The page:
Additionally, the vast majority of Seal cases are PC driven. If this means that Console players are safer fliers, the Seals are not as well known by the console community, or there simply aren’t enough Console CMDRs to have a large foothold isn’t clear from this graph, so we must gather context by looking at publicly available data from other sources, such as our good friends, the Fuel Rats.
Fuel Rat Case Numbers over the period of 7/22/2020 to 7/22/2021. (Source: The Fuel Rats)
What is immediately clear is that still, PC cases are significantly larger than their console equivalents. Xbox, similarly to Seals cases, lags behind, and PlayStation brings up the rear. A similar situation can be seen in registered Rats and Seals, as self-identification lists significantly more PC players in each organization compared to their Console counterparts. In both organizations, however, there has been a decrease in cases since the immediate Odyssey-driven spike.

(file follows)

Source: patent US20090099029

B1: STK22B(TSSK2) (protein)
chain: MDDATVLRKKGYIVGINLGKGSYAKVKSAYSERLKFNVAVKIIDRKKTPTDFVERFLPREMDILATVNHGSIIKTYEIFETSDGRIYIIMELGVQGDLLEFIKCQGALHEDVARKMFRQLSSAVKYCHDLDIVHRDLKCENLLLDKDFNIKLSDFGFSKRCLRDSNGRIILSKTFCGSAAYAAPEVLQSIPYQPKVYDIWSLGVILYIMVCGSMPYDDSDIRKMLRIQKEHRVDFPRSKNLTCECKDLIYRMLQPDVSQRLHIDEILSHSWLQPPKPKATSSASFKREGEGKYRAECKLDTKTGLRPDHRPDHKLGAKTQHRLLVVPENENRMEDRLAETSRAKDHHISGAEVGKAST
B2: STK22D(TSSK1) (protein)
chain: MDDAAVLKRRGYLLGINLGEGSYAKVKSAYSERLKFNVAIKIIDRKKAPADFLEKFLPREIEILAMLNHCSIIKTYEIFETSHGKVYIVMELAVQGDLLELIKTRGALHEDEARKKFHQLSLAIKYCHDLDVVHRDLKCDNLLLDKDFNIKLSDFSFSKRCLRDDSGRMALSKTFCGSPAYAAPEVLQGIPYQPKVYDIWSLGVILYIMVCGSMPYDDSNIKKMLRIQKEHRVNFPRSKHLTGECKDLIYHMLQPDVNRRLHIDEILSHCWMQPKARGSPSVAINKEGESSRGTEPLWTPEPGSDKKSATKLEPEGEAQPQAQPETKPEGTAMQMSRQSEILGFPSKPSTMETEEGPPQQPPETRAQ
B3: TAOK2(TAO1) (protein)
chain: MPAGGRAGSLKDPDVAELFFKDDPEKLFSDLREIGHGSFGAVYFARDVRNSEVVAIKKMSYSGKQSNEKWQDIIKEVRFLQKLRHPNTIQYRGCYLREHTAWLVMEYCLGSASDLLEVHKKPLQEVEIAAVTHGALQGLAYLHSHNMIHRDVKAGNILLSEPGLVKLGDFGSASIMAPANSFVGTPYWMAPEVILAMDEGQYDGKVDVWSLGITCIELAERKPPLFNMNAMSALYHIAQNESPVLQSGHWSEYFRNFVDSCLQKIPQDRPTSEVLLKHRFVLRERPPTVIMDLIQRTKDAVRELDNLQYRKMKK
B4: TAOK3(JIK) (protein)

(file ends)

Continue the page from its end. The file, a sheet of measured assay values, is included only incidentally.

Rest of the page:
In fact, this decrease in players has had a significant impact on the ability for the Seals to respond to requests for assistance - Not only has this reduction in players meant that there are fewer trained seals able to take the cases, spread across both the galaxy and the various time zones in which the Seals operate, there are fewer and fewer new seals being recruited and trained to take up the mantle. On console, this situation has become untenable. More than a dozen times in the last few months, a case has either needed to be turned down or diverted to a nearby carrier instead of dispatching a Seal to the client, because there were no seals in range at the time. This issue plagues all levels to a degree, but is notable with Consoles, particularly PlayStation.